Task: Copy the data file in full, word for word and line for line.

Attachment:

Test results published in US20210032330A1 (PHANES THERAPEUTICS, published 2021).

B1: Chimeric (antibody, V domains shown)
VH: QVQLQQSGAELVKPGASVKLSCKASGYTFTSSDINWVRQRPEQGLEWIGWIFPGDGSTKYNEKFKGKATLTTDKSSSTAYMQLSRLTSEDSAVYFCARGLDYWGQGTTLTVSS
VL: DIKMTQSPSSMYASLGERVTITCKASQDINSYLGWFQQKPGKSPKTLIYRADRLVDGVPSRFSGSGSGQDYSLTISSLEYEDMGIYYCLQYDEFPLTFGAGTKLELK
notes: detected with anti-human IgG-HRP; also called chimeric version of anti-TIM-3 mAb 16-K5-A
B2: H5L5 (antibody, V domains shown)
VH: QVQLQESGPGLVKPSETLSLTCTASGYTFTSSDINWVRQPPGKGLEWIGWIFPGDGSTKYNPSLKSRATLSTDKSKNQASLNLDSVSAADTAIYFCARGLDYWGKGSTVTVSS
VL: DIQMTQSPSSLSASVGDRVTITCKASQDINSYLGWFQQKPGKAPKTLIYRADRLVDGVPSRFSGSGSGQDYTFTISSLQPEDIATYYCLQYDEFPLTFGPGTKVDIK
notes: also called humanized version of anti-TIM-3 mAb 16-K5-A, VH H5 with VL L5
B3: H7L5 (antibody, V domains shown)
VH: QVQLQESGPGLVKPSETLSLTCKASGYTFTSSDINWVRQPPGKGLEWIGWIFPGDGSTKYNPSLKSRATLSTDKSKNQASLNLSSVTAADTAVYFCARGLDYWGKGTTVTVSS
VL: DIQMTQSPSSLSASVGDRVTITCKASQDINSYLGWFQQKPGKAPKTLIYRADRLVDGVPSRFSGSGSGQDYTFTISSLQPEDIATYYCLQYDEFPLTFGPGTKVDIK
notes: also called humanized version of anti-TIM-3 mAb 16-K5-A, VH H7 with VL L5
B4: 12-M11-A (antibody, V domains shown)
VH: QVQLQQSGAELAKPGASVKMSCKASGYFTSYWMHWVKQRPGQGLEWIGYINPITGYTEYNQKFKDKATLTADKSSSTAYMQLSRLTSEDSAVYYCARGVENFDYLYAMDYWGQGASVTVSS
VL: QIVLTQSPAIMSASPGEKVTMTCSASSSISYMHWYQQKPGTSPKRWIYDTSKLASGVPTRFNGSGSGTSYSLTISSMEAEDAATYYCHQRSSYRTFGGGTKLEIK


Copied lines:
Test results published in US20210032330A1 (PHANES THERAPEUTICS, published 2021).

B1: Chimeric (antibody, V domains shown)
VH: QVQLQQSGAELVKPGASVKLSCKASGYTFTSSDINWVRQRPEQGLEWIGWIFPGDGSTKYNEKFKGKATLTTDKSSSTAYMQLSRLTSEDSAVYFCARGLDYWGQGTTLTVSS
VL: DIKMTQSPSSMYASLGERVTITCKASQDINSYLGWFQQKPGKSPKTLIYRADRLVDGVPSRFSGSGSGQDYSLTISSLEYEDMGIYYCLQYDEFPLTFGAGTKLELK
notes: detected with anti-human IgG-HRP; also called chimeric version of anti-TIM-3 mAb 16-K5-A
B2: H5L5 (antibody, V domains shown)
VH: QVQLQESGPGLVKPSETLSLTCTASGYTFTSSDINWVRQPPGKGLEWIGWIFPGDGSTKYNPSLKSRATLSTDKSKNQASLNLDSVSAADTAIYFCARGLDYWGKGSTVTVSS
VL: DIQMTQSPSSLSASVGDRVTITCKASQDINSYLGWFQQKPGKAPKTLIYRADRLVDGVPSRFSGSGSGQDYTFTISSLQPEDIATYYCLQYDEFPLTFGPGTKVDIK
notes: also called humanized version of anti-TIM-3 mAb 16-K5-A, VH H5 with VL L5
B3: H7L5 (antibody, V domains shown)
VH: QVQLQESGPGLVKPSETLSLTCKASGYTFTSSDINWVRQPPGKGLEWIGWIFPGDGSTKYNPSLKSRATLSTDKSKNQASLNLSSVTAADTAVYFCARGLDYWGKGTTVTVSS
VL: DIQMTQSPSSLSASVGDRVTITCKASQDINSYLGWFQQKPGKAPKTLIYRADRLVDGVPSRFSGSGSGQDYTFTISSLQPEDIATYYCLQYDEFPLTFGPGTKVDIK
notes: also called humanized version of anti-TIM-3 mAb 16-K5-A, VH H7 with VL L5
B4: 12-M11-A (antibody, V domains shown)
VH: QVQLQQSGAELAKPGASVKMSCKASGYFTSYWMHWVKQRPGQGLEWIGYINPITGYTEYNQKFKDKATLTADKSSSTAYMQLSRLTSEDSAVYYCARGVENFDYLYAMDYWGQGASVTVSS
VL: QIVLTQSPAIMSASPGEKVTMTCSASSSISYMHWYQQKPGTSPKRWIYDTSKLASGVPTRFNGSGSGTSYSLTISSMEAEDAATYYCHQRSSYRTFGGGTKLEIK